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One Small Farm

Photographs of a Wisconsin Way of Life

Craig Schreiner


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“People’s lives are written on the fields of old farms. The rows of the fields are like lines on a page, blank and white in winter, filled in with each year’s story of happiness, disappointment, drought, rain, sun, scarcity, plenty. The chapters accumulate, and people enter and leave the narrative. Only the farm goes on.”—From the Introduction

In One Small Farm, Craig Schreiner’s evocative color photographs capture one family as they maintain the rhythms and routines of small farm life near Pine Bluff, Wisconsin. “Milk in the morning and milk at night. Feed the cows and calves. Plant crops. Grind feed. Chop and bale hay. Cut wood. Clean the barn. Spread manure on the fields. Plow snow and split wood in winter. In spring, pick rocks from the fields. Cultivate corn. Pick corn. Harvest oats and barley. Help calves be born. Milk in the morning and milk at night.”
There’s much more to life on the farm than just chores, of course, and Schreiner captures the rhythms and richness of everyday life on the farm in all seasons, evoking both the challenges and the joys and providing viewers a window into a world that is quickly fading. In documenting the Lamberty family’s daily work and life, these thoughtful photos explore larger questions concerning the future of small farm agriculture, Wisconsin cultural traditions, and the rural way of life.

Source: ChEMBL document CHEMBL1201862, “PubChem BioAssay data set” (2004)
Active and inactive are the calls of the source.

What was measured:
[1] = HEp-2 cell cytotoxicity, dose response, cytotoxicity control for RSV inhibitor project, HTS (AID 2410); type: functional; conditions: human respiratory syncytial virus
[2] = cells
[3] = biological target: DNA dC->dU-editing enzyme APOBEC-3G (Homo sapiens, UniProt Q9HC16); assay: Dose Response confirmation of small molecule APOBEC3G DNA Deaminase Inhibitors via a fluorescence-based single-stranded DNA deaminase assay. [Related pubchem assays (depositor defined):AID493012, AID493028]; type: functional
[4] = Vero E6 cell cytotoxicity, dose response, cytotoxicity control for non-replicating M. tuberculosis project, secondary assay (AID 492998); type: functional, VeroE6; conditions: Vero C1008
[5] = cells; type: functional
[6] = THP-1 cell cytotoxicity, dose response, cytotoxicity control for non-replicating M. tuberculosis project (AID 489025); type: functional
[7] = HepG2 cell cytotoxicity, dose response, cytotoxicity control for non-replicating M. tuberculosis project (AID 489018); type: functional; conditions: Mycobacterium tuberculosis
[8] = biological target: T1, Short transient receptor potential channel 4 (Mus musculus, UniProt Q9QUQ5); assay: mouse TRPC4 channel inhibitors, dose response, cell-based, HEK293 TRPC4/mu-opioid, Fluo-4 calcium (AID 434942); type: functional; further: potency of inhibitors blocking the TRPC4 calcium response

Wisconsin Historical Society Press, 9780870206177, 128pp.

Publication Date: September 29, 2013

About the Author

Craig Schreiner has a deep connection to the land and rural people. His parents farmed in rural northwestern Illinois in an area very like southern Wisconsin until he was 14. Then, when his dad started a used farm machinery business, Craig worked there summers and weekends through high school. At the same time he became interested in photojournalism. In high school and during summers home from college, Craig worked for the weekly Northwestern Illinois Farmer, covering farm issues and farm people in the counties in the corner of the state bordering Wisconsin and Iowa. He began photographing the Lamberty farm and family while working as a Wisconsin State Journal staff photographer. He now works as a photographer in the marketing and media relations office at the University of Wisconsin–Whitewater and teaches photojournalism at Madison Area Technical College in Madison. He lives in Middleton, Wisconsin, with his wife Lisa. They have three sons.